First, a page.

Ascender Safety 101

       Ascending Rappel Ropes 101

       Autoblock Misuse (ATC-Guide)

       Avalanche Safety

       Belay School - Why Dynamic Matters

       Can A Hot Belay Device Melt My Slings?

       Carabiner Off-Axis and Tri/Quad-Axial Loading

       Choosing the Right Carabiner

       Common Belay Screw-ups

       Connecting Two Slings Together

       Daisy Chain Dangers

       Dangers of Rope Worn Carabiners

       Dangers of Worn Lowering Anchors

       Do Ropes Need to Rest Between Falls

       Draws in a Gym

       Extending a Cam Sling

       Fall Factors Explained

       Full Strength Haul Loops

       Gear Doesn't Last Forever—Crampons

       Gear Doesn't Last Forever—Ice Tool Picks

       Gear Doesn't Last Forever—Slings & Draws

       Girth Hitching a Stopper

       How Sketchy Is a Sharp-Edged Carabiner?

       How Strong are Himalayan Fixed Lines?

       How Strong is the Spinner Leash?

       How To Belay, Part 1

       How To Extend a Rappel Device

       Knot Passing 101

       Rappelling - Climbing's Diciest Business

       Re-Slinging Cams

       Rethinking the Double-Loop Bowline

       Retiring Old Ropes

       Sharpie for Marking the Middle of a Rope?

       Sling Strength In Three Anchor Configurations

       Spectra versus Nylon

       Spotting for Bouldering

       Surviving Bad Weather on El Cap

       The Dangers of Modifying Your Gear

       The Dangers of Short Static Falls

       The Electric Harness Acid Test

       The Skinny on Super Light Ropes

       Top Roping is Not So Safe

       To Screamer Or Not To Screamer

       Via Ferrata

       Weakness of Nose-hooked Carabiners

       What is the Safest Rappel Knot?

       Worn Belay Loops and Retiring a Harness

Video Spotlight
Mt. Saint Elias - A Sea to Summit Expedition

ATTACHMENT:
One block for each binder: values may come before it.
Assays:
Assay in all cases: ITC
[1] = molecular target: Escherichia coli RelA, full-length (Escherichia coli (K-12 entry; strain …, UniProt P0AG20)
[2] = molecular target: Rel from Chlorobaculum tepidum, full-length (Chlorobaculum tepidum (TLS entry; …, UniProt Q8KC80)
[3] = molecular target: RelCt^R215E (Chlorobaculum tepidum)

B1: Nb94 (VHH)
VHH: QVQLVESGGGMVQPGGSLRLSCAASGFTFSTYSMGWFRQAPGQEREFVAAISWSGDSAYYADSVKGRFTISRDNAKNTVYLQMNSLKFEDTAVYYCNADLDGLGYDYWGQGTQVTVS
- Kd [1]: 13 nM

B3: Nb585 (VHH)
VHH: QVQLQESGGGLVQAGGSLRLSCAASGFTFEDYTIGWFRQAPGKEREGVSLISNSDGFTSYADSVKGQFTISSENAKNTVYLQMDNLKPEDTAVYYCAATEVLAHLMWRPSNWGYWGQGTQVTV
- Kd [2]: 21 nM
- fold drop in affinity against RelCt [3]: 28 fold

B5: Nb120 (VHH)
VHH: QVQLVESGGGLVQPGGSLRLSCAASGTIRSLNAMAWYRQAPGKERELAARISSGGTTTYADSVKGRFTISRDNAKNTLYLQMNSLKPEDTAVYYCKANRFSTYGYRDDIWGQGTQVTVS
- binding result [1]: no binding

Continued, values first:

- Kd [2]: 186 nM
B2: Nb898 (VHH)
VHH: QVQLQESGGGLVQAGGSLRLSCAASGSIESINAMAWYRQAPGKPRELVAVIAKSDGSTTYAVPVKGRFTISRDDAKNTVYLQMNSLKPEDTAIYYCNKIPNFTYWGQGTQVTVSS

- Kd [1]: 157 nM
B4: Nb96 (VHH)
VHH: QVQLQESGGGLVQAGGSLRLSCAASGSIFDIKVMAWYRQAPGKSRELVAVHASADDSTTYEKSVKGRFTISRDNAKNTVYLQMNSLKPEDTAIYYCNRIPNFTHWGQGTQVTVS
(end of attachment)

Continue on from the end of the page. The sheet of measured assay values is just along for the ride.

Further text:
Mt. Saint Elias - A Sea to Summit Expedition
Whipper of the Month
Weekend Whipper: Alastair McDowell's Los Indignados (M7) Screamer
Weekend Whipper: Alastair McDowell's Los Indignados (M7) Screamer

Climb Safe: Draws in a Gym

By Kolin Powick

The following article is courtesy of Black Diamond Equipment.

Initial Thoughts
    Perma-draws in a gym.
  • Draws in a gym don't see the weather that an outdoor draw does, though it could get baked in the sun if exposed through a window.
  • Draws in the gym probably see more action than a draw fixed on an outdoor route.
  • From what I've seen at many gyms, the draws suffer from abrasion more than anything—usually over very textured surfaces.
  • Most draws I've seen in a gym are nylon and not Spectra or Dyneema.

So when should a gym owner replace draws at a gym? That really is a question with no definitive answer, other than the fact that scheduled inspection should be a regular part of any gym's maintenance program, and if it looks suspect then switch it out.

A gym owner sent me a few draws with descriptions of their locations—and I tested them. Below are the results:


Sample Description Load
#1 First draw on most popular route, very little exposure to sunlight, took load on every fall from both climber and belayer. 5636 lbf (25.1 kN)
#2 Last draw on popular route, constant exposure to sunlight, took many falls since climbers often didn't clip anchor. 5735 lbf (25.5 kN)
#3 This draw hasn't been replaced in probably ten years, maybe more. Obvious signs of wear. Similar condtions to #2. 3746 lbf (16.7 kN)


Remember the CE requirement for slings and draws is 22 kN (4946 lbf). So two of the three remained with passing values, while the third was at ~75% of its rated strength. And to put it in perspective, large-sized Stoppers are rated to 10 kN, and cams to 14 kN—so even the ten-year-old draw, though noticeably worn and weaker than it should be, is still pretty strong in the grand scheme of typical real-world loading.



So, like I've said many times before, even worn and old slings and draws are pretty darn strong and in most cases don't necessarily mean imminent death, however, it is in everyone's best interest to check your gear often, and replace it if you're sketched-out about it.

Be safe out there,



Kolin Powick (KP) is a mechanical engineer hailing from Calgary, Canada. He has over 20 years of experience in the engineering field and served as Black Diamond’s Director of Quality for over 11 years. He is currently their Climbing Category Director. If you have a technical question for KP, please email him at and he will TRY to respond.

To help make more climbers safer climbers, Rock and Ice has teamed up with Black Diamond Equipment to present the information here.

Reader's Commentary:

Don't want to use Facebook, but still want to comment? We have you covered:

Add Your Comments to this article: